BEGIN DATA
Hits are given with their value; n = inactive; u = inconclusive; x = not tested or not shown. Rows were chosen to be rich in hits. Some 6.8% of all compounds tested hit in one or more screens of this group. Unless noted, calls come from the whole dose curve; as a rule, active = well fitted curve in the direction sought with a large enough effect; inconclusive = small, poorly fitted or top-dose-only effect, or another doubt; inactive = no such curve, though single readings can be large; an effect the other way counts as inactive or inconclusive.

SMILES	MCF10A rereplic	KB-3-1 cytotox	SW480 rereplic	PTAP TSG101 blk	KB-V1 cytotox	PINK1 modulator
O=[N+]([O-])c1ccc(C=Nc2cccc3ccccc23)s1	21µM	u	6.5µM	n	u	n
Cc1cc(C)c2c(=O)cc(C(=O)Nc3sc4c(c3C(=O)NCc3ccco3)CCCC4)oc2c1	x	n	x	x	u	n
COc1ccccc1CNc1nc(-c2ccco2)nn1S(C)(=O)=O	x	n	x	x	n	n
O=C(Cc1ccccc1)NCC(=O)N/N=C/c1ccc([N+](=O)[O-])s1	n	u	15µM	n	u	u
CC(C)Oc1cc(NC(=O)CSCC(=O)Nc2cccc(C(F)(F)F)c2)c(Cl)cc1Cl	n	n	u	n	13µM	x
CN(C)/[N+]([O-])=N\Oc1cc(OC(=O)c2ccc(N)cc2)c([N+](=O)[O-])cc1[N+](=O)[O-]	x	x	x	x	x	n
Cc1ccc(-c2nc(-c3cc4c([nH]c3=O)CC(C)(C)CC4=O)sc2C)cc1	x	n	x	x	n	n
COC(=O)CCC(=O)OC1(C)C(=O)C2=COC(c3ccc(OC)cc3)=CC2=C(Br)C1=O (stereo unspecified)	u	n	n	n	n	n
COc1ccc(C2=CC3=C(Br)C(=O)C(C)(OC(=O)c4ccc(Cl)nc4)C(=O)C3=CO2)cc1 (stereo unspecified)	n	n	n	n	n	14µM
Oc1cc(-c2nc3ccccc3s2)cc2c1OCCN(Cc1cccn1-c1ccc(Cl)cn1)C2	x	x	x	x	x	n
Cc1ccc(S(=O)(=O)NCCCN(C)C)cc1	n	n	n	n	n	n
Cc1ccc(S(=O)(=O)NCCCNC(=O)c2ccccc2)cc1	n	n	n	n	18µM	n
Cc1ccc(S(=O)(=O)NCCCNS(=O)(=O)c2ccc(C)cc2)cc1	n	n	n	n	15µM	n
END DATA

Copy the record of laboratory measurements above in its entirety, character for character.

Hits are given with their value; n = inactive; u = inconclusive; x = not tested or not shown. Rows were chosen to be rich in hits. Some 6.8% of all compounds tested hit in one or more screens of this group. Unless noted, calls come from the whole dose curve; as a rule, active = well fitted curve in the direction sought with a large enough effect; inconclusive = small, poorly fitted or top-dose-only effect, or another doubt; inactive = no such curve, though single readings can be large; an effect the other way counts as inactive or inconclusive.

SMILES	MCF10A rereplic	KB-3-1 cytotox	SW480 rereplic	PTAP TSG101 blk	KB-V1 cytotox	PINK1 modulator
O=[N+]([O-])c1ccc(C=Nc2cccc3ccccc23)s1	21µM	u	6.5µM	n	u	n
Cc1cc(C)c2c(=O)cc(C(=O)Nc3sc4c(c3C(=O)NCc3ccco3)CCCC4)oc2c1	x	n	x	x	u	n
COc1ccccc1CNc1nc(-c2ccco2)nn1S(C)(=O)=O	x	n	x	x	n	n
O=C(Cc1ccccc1)NCC(=O)N/N=C/c1ccc([N+](=O)[O-])s1	n	u	15µM	n	u	u
CC(C)Oc1cc(NC(=O)CSCC(=O)Nc2cccc(C(F)(F)F)c2)c(Cl)cc1Cl	n	n	u	n	13µM	x
CN(C)/[N+]([O-])=N\Oc1cc(OC(=O)c2ccc(N)cc2)c([N+](=O)[O-])cc1[N+](=O)[O-]	x	x	x	x	x	n
Cc1ccc(-c2nc(-c3cc4c([nH]c3=O)CC(C)(C)CC4=O)sc2C)cc1	x	n	x	x	n	n
COC(=O)CCC(=O)OC1(C)C(=O)C2=COC(c3ccc(OC)cc3)=CC2=C(Br)C1=O (stereo unspecified)	u	n	n	n	n	n
COc1ccc(C2=CC3=C(Br)C(=O)C(C)(OC(=O)c4ccc(Cl)nc4)C(=O)C3=CO2)cc1 (stereo unspecified)	n	n	n	n	n	14µM
Oc1cc(-c2nc3ccccc3s2)cc2c1OCCN(Cc1cccn1-c1ccc(Cl)cn1)C2	x	x	x	x	x	n
Cc1ccc(S(=O)(=O)NCCCN(C)C)cc1	n	n	n	n	n	n
Cc1ccc(S(=O)(=O)NCCCNC(=O)c2ccccc2)cc1	n	n	n	n	18µM	n
Cc1ccc(S(=O)(=O)NCCCNS(=O)(=O)c2ccc(C)cc2)cc1	n	n	n	n	15µM	n